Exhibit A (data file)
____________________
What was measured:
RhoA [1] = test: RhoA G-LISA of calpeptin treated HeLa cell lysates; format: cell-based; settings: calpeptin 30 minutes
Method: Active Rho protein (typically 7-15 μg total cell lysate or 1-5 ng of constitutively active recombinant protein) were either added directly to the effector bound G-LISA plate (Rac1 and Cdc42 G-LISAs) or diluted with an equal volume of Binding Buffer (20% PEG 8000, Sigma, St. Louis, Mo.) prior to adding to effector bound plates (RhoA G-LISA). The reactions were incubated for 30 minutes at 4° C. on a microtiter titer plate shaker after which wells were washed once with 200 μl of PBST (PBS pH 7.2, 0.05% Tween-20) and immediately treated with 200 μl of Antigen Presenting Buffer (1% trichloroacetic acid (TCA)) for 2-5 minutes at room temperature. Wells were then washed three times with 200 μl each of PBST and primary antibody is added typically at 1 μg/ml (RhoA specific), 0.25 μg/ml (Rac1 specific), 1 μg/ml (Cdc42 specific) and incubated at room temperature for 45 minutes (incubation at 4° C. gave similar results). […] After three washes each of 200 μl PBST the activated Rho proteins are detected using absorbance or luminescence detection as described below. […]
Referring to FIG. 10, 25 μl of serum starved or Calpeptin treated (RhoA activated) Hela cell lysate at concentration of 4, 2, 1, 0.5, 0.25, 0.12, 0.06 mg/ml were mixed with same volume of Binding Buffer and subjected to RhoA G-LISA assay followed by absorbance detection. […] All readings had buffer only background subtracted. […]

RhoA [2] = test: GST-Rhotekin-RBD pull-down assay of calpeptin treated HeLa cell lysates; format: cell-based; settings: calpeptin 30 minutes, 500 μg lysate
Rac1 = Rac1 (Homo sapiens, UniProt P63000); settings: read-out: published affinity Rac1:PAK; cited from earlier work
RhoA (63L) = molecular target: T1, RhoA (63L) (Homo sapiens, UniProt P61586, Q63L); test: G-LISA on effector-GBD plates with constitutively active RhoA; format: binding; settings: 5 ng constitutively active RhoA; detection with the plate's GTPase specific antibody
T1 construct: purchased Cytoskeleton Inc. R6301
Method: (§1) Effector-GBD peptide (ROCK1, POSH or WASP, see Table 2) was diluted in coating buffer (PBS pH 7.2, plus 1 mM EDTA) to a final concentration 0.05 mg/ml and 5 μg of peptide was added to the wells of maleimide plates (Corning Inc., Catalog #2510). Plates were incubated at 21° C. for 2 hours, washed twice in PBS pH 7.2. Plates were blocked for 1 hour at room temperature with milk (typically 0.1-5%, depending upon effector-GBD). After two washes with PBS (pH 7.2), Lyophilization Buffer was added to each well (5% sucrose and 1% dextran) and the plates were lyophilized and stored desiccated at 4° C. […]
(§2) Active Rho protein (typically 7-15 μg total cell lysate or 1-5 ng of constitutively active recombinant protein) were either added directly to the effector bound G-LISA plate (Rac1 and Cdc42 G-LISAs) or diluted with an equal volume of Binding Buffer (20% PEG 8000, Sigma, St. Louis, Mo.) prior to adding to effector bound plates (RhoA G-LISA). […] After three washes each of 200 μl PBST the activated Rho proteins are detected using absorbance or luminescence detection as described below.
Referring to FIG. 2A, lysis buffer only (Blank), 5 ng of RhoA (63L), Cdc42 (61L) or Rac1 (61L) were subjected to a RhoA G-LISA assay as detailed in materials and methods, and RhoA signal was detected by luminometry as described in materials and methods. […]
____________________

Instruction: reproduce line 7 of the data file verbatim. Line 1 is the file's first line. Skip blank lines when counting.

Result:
RhoA (63L) = molecular target: T1, RhoA (63L) (Homo sapiens, UniProt P61586, Q63L); test: G-LISA on effector-GBD plates with constitutively active RhoA; format: binding; settings: 5 ng constitutively active RhoA; detection with the plate's GTPase specific antibody